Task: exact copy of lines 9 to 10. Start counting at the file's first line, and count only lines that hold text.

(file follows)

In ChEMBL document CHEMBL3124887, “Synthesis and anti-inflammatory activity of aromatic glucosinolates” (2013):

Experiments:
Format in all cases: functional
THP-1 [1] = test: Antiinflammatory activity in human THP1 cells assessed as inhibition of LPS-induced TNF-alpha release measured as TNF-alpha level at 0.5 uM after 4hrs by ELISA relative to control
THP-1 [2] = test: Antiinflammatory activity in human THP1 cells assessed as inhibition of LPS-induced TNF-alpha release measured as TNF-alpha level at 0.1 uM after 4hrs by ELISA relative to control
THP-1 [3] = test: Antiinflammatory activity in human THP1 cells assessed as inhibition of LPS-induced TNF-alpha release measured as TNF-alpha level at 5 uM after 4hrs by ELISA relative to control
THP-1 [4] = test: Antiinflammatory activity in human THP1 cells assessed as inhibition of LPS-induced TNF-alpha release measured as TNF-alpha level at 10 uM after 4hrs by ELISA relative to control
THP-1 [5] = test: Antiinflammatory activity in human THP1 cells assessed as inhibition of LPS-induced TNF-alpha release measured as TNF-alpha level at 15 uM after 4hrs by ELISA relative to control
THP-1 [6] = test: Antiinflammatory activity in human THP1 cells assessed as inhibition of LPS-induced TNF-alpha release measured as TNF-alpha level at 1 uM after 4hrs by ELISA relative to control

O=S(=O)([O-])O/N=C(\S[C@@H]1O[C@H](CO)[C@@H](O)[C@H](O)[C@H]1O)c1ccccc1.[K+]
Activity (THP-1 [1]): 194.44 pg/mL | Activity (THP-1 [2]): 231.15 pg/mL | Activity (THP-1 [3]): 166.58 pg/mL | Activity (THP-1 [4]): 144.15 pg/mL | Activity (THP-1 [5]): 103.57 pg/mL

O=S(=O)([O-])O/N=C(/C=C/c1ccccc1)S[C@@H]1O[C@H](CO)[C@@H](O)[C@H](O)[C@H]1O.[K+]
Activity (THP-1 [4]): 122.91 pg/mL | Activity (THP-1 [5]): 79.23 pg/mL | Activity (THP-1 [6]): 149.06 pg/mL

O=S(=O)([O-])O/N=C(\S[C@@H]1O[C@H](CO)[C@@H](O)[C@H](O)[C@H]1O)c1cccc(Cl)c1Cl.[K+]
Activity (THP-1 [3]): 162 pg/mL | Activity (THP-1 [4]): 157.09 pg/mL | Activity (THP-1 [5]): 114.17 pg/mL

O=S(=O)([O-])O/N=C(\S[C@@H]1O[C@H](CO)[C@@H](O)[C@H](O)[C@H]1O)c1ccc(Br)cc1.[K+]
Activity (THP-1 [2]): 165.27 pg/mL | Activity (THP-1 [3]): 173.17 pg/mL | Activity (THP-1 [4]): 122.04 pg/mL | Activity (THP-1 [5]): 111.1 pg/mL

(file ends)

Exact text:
THP-1 [6] = test: Antiinflammatory activity in human THP1 cells assessed as inhibition of LPS-induced TNF-alpha release measured as TNF-alpha level at 1 uM after 4hrs by ELISA relative to control

O=S(=O)([O-])O/N=C(\S[C@@H]1O[C@H](CO)[C@@H](O)[C@H](O)[C@H]1O)c1ccccc1.[K+]